High profile detective Lou Smit had a passion for solving crimes. His colleagues say he was one of the best in the business.
On Friday, he was remembered by family and friends. A funeral service was held at New Life Church in Colorado Springs.
Smit passed away last Wednesday, surrounded by loved ones, following a cancer diagnosis seven weeks ago.
At New Life Church, about 200 seat were roped off with white ribbon. Each chair had a white rose on it and the name of a murder victim in whose shoes Lou Smit stood.
"Lou's underlying devotion defined his duty to represent the victim and the victim's family was a lifelong commitment," said Smit's former homicide partner John Anderson.
Smit became personally involved in each homicide case. Before he passed away, Smit wrote an essay called, "Shoes." It was shared with family and friends at the funeral.
One of the many people that came to honor Smit was John Ramsey. His daughter, JonBenet was murdered back in 1996. Smit was called to consult in the investigation of her death.
John Ramsey and Smit became good friends over time. John Ramsey says he had a chance to visit with him a week before he died.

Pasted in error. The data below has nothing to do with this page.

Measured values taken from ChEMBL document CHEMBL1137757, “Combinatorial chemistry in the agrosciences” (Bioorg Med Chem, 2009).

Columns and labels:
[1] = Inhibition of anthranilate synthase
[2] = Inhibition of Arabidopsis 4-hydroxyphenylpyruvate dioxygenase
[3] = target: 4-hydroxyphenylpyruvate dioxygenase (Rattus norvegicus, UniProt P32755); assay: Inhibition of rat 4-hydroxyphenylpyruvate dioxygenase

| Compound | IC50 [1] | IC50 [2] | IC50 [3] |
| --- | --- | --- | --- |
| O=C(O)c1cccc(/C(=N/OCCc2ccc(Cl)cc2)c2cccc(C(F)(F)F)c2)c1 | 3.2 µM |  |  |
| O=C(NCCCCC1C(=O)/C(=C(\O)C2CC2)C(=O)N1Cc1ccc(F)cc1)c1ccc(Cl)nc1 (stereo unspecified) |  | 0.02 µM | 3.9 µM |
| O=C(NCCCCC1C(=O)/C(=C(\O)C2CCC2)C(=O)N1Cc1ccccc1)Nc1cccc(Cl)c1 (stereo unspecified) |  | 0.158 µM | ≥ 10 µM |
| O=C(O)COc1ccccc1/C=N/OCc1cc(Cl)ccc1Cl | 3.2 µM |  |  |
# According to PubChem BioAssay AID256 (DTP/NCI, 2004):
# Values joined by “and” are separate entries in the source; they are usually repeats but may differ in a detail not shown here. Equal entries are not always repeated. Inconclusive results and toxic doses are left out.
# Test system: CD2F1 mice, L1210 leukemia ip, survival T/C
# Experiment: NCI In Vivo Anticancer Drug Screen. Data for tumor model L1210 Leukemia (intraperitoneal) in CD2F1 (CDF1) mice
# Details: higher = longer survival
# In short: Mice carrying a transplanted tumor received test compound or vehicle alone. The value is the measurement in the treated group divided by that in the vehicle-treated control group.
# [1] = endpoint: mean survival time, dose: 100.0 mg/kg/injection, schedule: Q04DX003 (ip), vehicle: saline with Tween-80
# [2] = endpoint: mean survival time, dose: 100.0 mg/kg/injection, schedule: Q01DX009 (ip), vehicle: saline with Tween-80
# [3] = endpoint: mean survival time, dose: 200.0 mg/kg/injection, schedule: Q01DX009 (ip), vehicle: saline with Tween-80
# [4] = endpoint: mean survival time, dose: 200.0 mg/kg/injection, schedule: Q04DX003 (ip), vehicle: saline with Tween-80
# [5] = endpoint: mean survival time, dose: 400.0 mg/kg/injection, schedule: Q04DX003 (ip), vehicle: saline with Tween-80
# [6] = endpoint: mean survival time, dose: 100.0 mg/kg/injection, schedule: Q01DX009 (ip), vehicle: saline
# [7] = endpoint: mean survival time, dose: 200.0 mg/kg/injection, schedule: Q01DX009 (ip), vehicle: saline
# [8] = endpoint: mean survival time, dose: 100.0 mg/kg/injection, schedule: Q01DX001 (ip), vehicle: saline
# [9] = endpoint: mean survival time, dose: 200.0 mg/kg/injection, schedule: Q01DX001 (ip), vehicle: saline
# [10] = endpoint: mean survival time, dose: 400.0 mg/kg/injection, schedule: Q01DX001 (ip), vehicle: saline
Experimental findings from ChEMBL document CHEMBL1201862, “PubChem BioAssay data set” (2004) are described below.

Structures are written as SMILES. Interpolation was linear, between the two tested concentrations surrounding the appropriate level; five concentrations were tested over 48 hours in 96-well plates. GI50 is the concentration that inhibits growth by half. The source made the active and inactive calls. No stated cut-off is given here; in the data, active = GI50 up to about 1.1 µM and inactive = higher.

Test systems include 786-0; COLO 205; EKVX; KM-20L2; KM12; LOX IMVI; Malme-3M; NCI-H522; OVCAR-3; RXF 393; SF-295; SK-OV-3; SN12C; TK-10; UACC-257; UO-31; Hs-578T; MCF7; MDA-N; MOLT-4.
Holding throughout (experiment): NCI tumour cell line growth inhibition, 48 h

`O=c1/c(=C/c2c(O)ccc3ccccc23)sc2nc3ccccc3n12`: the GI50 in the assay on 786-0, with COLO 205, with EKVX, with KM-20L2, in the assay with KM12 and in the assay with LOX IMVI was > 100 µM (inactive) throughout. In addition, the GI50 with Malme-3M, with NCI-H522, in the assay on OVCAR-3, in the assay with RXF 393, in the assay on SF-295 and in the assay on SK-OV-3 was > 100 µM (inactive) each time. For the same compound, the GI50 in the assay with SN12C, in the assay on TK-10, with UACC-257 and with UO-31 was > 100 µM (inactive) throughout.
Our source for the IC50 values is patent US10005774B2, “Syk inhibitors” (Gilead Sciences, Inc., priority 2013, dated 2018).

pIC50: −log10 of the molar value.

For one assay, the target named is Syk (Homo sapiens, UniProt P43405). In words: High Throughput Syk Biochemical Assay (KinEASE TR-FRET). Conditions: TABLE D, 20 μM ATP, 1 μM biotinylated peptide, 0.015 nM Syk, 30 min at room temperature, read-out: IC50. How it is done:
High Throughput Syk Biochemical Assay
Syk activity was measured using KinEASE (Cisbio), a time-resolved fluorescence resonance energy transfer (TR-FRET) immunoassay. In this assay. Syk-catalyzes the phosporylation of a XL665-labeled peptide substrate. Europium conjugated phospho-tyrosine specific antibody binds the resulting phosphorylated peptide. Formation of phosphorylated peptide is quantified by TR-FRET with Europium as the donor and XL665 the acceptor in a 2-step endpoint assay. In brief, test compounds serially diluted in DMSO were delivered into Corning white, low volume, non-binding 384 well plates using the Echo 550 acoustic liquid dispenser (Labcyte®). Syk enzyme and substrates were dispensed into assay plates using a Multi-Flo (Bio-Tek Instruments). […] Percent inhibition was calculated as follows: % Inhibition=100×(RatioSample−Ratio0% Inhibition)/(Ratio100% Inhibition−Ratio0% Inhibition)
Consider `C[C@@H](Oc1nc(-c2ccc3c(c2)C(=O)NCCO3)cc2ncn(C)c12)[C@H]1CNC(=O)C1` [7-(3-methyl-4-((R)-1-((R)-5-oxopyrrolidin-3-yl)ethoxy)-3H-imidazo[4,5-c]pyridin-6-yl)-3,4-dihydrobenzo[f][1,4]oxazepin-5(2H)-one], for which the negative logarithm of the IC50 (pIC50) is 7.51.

"Remarkably during that time together, Lou talked alot about the case. He hadn't given up," recalled Ramsey.
Smit's close friends tell 11 News they have nothing but fond memories.
"We were blessed to have him in this community. It made us a safer community by having Lou Smit here. We're going to miss him," said 4th Judicial District Attorney Dan May.
The 75-year-old detective was instrumental for his work on several cases such as investigating the murders of 13-year-old Heather Dawn Church in Black Forest, and Karen Grammer, the sister of actor Kelsey Grammer.
Smit also was called on to consult in the investigation in the murder of JonBenet Ramsey. His role in that investigation garnered him recognition. In the television movie, "Perfect Murder, Perfect Town," Smit's character was played by Kris Kristofferson. An 11 News crew at the funeral says Ramsey is in attendance.
"He was a humble and kind human being," said Ramsey. "If I was to describe him in one word, it would be integrity."
Lou Smit began his career with the Colorado Springs Police Department in 1966 and retired in 1990.
Even in the last days of his life, Smit continued his efforts to bring closure to unsolved homicide investigations around the country, according to family members. He passed on specific details and case notes to other investigators so those victims would not be forgotten.
Smit is survived by four children, nine grandchildren and eight great grandchildren.